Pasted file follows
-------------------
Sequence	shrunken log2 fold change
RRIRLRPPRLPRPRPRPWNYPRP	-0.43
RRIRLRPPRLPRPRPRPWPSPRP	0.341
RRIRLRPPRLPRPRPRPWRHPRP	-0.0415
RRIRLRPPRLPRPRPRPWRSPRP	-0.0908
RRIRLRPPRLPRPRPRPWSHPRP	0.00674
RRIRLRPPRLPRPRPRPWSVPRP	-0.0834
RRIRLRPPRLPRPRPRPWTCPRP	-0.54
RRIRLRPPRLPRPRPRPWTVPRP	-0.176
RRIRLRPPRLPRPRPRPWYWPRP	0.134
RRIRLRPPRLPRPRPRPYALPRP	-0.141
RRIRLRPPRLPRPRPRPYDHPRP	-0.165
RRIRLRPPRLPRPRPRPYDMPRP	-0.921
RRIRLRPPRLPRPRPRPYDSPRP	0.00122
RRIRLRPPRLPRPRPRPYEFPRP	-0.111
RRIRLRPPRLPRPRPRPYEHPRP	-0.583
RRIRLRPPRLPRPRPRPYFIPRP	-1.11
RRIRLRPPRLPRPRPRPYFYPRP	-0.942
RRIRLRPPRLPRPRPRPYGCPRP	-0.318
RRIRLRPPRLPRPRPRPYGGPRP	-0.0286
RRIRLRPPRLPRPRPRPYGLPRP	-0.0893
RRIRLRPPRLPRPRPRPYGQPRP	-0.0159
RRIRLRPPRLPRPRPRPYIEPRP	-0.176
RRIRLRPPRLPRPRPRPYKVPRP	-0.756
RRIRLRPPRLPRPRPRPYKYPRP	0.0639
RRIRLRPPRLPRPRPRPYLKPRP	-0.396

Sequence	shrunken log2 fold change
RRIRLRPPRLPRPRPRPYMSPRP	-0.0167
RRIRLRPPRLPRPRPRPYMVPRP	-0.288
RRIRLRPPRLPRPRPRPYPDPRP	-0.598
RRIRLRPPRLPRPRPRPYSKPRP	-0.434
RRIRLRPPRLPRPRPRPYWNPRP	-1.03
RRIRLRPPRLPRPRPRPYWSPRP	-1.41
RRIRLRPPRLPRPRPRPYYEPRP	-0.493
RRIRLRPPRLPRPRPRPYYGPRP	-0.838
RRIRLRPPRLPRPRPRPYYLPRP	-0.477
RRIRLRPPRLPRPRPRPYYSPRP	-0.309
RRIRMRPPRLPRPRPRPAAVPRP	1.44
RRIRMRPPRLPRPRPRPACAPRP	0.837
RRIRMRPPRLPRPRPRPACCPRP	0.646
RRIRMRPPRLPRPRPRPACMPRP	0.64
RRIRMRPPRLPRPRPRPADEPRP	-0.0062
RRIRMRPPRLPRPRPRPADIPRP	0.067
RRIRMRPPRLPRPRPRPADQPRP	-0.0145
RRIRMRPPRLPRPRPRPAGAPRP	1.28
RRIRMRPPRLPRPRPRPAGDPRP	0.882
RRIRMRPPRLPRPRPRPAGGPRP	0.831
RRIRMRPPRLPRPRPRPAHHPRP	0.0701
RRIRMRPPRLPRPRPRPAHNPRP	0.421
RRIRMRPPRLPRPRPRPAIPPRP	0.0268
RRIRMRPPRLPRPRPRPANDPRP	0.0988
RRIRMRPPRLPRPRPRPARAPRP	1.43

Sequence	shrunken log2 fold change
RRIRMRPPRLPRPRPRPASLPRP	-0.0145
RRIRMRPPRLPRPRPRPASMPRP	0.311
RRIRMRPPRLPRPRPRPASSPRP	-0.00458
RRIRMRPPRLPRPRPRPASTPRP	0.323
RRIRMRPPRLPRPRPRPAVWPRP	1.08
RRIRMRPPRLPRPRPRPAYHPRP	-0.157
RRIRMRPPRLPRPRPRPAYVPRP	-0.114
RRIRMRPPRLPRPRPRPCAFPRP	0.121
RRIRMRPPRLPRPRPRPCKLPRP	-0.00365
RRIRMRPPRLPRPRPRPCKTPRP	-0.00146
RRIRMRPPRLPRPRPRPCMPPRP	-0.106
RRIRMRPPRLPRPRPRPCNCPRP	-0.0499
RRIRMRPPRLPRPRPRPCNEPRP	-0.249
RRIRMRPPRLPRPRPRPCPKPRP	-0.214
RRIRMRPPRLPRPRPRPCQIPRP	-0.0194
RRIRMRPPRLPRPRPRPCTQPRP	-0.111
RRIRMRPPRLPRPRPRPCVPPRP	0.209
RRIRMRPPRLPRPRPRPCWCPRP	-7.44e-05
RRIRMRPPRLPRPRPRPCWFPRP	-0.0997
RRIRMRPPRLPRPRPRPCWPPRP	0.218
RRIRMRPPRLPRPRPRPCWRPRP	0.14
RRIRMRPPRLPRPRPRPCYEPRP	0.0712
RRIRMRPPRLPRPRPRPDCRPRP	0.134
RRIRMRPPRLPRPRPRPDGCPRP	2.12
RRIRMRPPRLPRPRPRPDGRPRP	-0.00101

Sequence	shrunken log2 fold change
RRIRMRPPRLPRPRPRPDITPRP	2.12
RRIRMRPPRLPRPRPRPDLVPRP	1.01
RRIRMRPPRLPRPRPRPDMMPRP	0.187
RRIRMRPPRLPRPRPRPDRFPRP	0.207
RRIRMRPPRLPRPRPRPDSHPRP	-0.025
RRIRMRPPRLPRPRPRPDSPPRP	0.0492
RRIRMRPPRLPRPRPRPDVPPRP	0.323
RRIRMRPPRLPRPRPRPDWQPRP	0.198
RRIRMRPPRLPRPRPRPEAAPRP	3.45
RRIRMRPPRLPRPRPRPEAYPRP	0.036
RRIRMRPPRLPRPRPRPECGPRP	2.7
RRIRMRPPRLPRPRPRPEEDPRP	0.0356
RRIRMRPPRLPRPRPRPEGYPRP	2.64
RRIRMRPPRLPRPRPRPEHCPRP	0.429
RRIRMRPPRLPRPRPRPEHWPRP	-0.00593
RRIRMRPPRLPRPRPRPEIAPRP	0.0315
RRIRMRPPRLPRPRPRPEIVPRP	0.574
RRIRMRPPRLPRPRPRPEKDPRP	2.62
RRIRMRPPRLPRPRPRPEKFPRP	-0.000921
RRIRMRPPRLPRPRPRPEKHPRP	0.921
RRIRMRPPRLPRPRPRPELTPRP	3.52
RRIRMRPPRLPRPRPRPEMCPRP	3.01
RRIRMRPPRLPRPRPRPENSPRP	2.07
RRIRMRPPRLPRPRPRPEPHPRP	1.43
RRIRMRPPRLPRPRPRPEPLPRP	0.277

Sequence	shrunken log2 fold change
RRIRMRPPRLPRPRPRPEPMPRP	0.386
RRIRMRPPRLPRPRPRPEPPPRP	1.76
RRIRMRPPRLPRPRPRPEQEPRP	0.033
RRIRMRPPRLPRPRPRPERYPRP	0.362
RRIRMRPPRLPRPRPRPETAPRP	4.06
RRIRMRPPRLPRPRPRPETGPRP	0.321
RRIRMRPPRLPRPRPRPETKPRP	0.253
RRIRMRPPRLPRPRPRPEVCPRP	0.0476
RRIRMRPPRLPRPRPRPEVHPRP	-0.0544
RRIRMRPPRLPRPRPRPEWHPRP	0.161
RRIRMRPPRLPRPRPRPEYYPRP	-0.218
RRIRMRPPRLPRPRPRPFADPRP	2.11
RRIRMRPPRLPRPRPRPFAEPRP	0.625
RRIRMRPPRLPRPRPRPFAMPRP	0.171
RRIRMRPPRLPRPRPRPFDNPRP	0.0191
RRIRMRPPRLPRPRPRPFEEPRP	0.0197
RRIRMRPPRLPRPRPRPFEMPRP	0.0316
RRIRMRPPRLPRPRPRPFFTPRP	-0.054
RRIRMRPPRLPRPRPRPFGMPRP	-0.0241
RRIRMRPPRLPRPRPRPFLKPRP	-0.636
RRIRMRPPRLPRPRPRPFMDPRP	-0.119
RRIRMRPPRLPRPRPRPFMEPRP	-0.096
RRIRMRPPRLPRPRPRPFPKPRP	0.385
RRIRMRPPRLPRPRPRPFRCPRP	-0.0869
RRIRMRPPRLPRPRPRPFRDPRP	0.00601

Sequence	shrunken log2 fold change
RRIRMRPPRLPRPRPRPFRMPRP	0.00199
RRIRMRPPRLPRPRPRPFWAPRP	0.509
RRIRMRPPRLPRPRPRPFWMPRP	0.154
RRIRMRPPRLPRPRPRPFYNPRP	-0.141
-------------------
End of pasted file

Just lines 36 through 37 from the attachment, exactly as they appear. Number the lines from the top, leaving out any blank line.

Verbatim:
RRIRLRPPRLPRPRPRPYYLPRP	-0.477
RRIRLRPPRLPRPRPRPYYSPRP	-0.309